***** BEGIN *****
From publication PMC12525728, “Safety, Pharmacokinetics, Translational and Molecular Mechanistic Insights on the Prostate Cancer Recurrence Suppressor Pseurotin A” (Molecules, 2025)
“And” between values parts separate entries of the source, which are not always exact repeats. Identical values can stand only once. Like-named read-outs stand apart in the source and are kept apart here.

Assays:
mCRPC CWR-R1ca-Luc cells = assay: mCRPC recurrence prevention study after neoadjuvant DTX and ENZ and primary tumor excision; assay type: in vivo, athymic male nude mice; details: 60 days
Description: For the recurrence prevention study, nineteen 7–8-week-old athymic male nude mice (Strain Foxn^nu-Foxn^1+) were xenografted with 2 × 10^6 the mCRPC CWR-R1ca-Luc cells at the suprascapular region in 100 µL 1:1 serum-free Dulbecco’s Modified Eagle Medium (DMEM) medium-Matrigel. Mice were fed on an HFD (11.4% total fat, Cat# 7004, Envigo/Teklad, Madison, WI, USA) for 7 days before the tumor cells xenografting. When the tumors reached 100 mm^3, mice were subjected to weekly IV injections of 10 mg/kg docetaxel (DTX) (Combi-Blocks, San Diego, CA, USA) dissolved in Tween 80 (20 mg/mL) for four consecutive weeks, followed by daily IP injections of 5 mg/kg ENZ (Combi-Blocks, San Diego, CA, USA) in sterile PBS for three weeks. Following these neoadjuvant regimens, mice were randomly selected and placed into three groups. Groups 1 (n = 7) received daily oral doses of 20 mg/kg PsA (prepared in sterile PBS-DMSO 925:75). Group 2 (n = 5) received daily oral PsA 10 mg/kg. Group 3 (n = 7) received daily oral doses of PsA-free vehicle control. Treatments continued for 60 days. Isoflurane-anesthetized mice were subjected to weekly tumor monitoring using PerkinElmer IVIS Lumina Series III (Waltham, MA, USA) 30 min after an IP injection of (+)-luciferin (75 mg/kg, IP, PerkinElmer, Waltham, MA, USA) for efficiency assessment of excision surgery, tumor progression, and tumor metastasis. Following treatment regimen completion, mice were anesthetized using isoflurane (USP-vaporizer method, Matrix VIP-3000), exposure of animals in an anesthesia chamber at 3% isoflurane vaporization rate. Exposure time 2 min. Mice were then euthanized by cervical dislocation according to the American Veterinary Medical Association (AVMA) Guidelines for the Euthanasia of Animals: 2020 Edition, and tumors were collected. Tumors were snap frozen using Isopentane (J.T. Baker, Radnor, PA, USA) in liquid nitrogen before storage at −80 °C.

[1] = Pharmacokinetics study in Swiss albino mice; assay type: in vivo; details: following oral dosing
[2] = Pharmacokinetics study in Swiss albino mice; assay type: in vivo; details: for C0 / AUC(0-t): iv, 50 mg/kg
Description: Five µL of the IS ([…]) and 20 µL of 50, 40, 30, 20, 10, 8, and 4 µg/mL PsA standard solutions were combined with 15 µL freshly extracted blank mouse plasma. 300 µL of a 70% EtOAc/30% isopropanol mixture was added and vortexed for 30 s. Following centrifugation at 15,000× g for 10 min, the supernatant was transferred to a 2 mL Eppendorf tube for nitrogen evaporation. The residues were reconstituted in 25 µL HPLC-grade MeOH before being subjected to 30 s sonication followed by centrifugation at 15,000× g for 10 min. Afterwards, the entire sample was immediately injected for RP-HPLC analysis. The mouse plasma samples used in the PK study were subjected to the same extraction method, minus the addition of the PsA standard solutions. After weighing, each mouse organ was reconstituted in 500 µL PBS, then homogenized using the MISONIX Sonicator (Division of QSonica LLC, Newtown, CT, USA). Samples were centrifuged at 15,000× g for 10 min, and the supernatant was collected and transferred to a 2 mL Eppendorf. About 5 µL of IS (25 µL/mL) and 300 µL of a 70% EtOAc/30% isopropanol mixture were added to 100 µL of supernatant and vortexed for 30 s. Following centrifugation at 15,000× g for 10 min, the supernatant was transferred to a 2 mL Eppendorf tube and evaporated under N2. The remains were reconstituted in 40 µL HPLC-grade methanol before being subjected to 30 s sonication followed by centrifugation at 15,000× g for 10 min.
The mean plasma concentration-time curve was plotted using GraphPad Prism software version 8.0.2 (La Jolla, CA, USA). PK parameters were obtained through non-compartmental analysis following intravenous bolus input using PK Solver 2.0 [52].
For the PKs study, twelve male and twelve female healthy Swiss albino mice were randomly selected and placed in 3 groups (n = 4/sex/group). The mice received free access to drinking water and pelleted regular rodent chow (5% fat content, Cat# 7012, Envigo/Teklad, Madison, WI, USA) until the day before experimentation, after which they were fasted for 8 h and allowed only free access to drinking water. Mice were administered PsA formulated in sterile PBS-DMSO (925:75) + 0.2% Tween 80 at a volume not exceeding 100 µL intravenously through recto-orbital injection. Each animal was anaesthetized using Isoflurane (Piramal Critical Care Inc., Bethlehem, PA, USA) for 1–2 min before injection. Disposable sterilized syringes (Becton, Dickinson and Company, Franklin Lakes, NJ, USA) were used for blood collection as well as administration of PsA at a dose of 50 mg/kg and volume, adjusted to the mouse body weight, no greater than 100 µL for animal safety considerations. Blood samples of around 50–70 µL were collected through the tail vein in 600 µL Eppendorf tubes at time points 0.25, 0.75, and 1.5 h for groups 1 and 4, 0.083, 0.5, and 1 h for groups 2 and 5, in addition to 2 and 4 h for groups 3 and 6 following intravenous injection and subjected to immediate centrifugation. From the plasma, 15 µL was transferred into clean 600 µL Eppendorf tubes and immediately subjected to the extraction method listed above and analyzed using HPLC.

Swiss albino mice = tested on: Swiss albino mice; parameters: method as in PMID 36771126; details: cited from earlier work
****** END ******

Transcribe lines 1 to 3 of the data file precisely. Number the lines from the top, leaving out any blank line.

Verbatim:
From publication PMC12525728, “Safety, Pharmacokinetics, Translational and Molecular Mechanistic Insights on the Prostate Cancer Recurrence Suppressor Pseurotin A” (Molecules, 2025)
“And” between values parts separate entries of the source, which are not always exact repeats. Identical values can stand only once. Like-named read-outs stand apart in the source and are kept apart here.

Assays: